The Daily Tar Heel

Serving the students and the University community since 1893

Friday December 9th

Column: Making liberty the top priority


Columnist Alex Thomas

If you look at my voter information, you can see I am a registered Republican. While it would be simple to call me a member of the Grand Old Party, it would also be an incorrect label.

Though I once was a proud member of the party, I began to realize the flaws of the American right. While members advocate for economic freedom, they also spend too much time idling in other people’s business.

While conservatism is based in limited government, they have acted hypocritically in various areas of policy, resulting in more harm than good. Internationally, while most Republicans argue it is important to have a strong foreign presence, it has also been tied to chaos and increased radicalization in the Middle East in recent years. Richard Nixon’s War on Drugs, which was propelled in the 1980s, has spent billions of dollars to incarcerate nonviolent drug users, mainly minorities, but has produced little positive results.

But it is not just Republicans I find problematic; Democrats have worked alongside Republicans to increase government power and — more disturbingly — undermine our rights as citizens.

Two prominent examples are the PATRIOT Act and the Cybersecurity Information Sharing Act, which was slipped into last month’s budgetary bill. Both acts were enacted for the sake of security in the post-9/11 world we live in. However, both have resulted in diminishing the privacy of millions of innocent Americans through monitoring their phone and online activities.

Yet despite these concerns, I still was attracted to laissez-faire economics and giving businesses the chance to control their own destiny. Thinkers like Friedrich Hayek argued that economic freedom forces all people to be accountable for their actions, resulting in various, though increased, financial prosperity.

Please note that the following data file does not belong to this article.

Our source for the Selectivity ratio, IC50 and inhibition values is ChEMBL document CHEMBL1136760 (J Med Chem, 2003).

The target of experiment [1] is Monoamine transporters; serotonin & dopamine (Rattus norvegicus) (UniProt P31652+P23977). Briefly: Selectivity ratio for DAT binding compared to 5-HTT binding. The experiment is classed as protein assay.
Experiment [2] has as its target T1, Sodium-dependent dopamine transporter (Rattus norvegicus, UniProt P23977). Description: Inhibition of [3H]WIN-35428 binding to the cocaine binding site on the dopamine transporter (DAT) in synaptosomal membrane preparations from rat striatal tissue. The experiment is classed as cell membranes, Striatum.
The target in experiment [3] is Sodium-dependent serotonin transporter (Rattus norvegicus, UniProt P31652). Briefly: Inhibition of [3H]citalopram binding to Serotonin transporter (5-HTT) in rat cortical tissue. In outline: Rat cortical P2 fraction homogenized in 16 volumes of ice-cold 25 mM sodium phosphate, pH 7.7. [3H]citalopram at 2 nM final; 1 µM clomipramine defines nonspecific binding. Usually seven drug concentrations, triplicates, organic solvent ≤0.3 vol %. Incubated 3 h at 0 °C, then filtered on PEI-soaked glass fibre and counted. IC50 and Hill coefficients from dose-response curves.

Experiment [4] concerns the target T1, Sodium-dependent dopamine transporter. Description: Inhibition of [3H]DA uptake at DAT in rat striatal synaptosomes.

In that same mindset, individual freedom can also allow people to be prosperous. Governments have a tendency to overact with certain initiatives, which tends to limit people’s choices. Instead of solving problems with bureaucracy and throwing money away, it is instead solved by individual freedom and agreements on the smallest level.

It is for these reasons why I am a libertarian. This does not mean the government is completely powerless. People should be kept safe, and laws should be designed to do such without harming people’s rights.

Though I may be alone on this matter, governments should also provide functions like roads and schools, but decisions are best made on local levels rather than national or state laws that may leave needs unfulfilled.

In the middle of another election cycle, we know there are many issues that need to be addressed in the near future. But governments often create more problems than they solve. Allowing people to have more control over their lives not only creates a marketplace of ideas, but simultaneously better solutions to our nation’s biggest problems.


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